Tail flicking in the black redstart (Phoenicurus ochruros) and distance to cover

Tail flicking in the black redstart (Phoenicurus ochruros) and distance to cover Tail flicking is a common behavior in many bird species, but its function is often unknown. Apart from intraspecific communication, tail flicking could be used during predator–prey communication, e.g., as a signal of prey vigilance or quality. We studied this behavior in the black redstart (Phoenicurus ochruros), a species that frequently shows tail flicking and is prone to attacks by ambushing predators that hide in cover. Hence, cover might be perceived as dangerous by this species. We hypothesized that flicking should increase with decreasing distance to cover. We counted the number of tail flicks of individuals and measured their distance to the nearest cover for an ambushing predator. We found that distance to cover had a significant effect on tail flicking behavior, as flicking increased with decreasing distance, but found no difference in flicking frequency between adults and juveniles or between sexes. Consequently, tail flicking is unlikely to signal submission or to be sexually selected in the black redstart. Since tail flicking also occurred in the absence of predators, we consider tail flicking in black redstarts to display vigilance and to be directed towards ambushing predators. http://www.deepdyve.com/assets/images/DeepDyve-Logo-lg.png Journal of Ethology Springer Journals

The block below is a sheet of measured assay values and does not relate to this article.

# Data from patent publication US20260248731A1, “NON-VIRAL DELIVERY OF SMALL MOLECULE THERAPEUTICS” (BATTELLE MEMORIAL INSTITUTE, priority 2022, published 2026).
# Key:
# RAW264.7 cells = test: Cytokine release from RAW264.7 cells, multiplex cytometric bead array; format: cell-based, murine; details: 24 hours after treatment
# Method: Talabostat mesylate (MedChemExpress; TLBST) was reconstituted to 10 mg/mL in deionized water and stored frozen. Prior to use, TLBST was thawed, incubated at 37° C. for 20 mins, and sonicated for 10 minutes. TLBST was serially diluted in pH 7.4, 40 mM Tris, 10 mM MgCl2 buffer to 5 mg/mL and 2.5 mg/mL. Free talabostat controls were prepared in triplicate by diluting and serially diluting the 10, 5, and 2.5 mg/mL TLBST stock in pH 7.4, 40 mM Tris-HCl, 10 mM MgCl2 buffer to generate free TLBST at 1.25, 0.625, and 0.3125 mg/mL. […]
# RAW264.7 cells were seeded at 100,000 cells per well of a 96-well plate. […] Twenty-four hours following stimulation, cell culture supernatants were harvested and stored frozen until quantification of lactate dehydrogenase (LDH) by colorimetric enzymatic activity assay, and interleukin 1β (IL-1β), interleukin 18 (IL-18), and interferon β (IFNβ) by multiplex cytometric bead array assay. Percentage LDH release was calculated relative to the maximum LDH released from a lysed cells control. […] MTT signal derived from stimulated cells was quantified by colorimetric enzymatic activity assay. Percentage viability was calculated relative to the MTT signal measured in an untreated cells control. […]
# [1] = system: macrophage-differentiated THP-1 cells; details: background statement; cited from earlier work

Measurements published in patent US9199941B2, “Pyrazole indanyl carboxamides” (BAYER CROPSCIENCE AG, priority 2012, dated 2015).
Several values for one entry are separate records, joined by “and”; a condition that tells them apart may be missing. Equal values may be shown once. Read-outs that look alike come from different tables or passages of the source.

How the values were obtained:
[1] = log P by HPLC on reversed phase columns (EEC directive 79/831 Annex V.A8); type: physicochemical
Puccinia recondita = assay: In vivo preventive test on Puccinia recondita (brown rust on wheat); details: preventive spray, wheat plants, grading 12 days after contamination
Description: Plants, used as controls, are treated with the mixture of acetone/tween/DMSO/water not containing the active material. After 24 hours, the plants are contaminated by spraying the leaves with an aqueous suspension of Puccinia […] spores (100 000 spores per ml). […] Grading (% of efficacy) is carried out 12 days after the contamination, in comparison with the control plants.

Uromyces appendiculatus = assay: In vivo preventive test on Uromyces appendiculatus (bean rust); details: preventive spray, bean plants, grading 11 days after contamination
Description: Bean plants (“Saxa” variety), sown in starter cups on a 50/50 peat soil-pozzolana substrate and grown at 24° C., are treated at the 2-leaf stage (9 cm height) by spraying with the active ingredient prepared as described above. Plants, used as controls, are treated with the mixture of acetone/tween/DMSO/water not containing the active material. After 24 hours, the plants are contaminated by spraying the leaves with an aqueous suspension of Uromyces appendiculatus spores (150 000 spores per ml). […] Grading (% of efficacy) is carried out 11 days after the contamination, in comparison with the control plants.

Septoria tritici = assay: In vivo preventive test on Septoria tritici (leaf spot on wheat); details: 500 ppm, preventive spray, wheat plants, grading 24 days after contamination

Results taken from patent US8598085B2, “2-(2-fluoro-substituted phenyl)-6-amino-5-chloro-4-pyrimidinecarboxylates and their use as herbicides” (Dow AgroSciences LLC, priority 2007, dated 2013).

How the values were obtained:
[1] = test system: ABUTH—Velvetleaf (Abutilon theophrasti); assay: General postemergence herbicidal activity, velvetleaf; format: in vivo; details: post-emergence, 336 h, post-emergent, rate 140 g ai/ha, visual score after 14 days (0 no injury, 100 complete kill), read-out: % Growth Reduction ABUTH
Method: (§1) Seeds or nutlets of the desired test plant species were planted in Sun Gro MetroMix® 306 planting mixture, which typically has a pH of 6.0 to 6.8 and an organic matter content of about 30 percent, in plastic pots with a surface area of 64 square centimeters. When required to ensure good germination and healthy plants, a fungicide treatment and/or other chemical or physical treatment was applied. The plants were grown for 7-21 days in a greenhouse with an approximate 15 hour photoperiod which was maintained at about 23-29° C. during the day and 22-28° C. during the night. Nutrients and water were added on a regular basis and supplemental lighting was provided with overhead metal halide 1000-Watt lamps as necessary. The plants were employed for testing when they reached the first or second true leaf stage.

Tail flicking in the black redstart (Phoenicurus ochruros) and distance to cover

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Publisher
Springer Japan
Copyright
Copyright © 2017 by Japan Ethological Society and Springer Japan
Subject
Life Sciences; Zoology; Behavioral Sciences; Animal Ecology; Evolutionary Biology
ISSN
0289-0771
eISSN
1439-5444
D.O.I.
10.1007/s10164-017-0518-8
Publisher site
See Article on Publisher Site

Abstract

Tail flicking is a common behavior in many bird species, but its function is often unknown. Apart from intraspecific communication, tail flicking could be used during predator–prey communication, e.g., as a signal of prey vigilance or quality. We studied this behavior in the black redstart (Phoenicurus ochruros), a species that frequently shows tail flicking and is prone to attacks by ambushing predators that hide in cover. Hence, cover might be perceived as dangerous by this species. We hypothesized that flicking should increase with decreasing distance to cover. We counted the number of tail flicks of individuals and measured their distance to the nearest cover for an ambushing predator. We found that distance to cover had a significant effect on tail flicking behavior, as flicking increased with decreasing distance, but found no difference in flicking frequency between adults and juveniles or between sexes. Consequently, tail flicking is unlikely to signal submission or to be sexually selected in the black redstart. Since tail flicking also occurred in the absence of predators, we consider tail flicking in black redstarts to display vigilance and to be directed towards ambushing predators.

Journal

Journal of EthologySpringer Journals

Published: May 17, 2017

References

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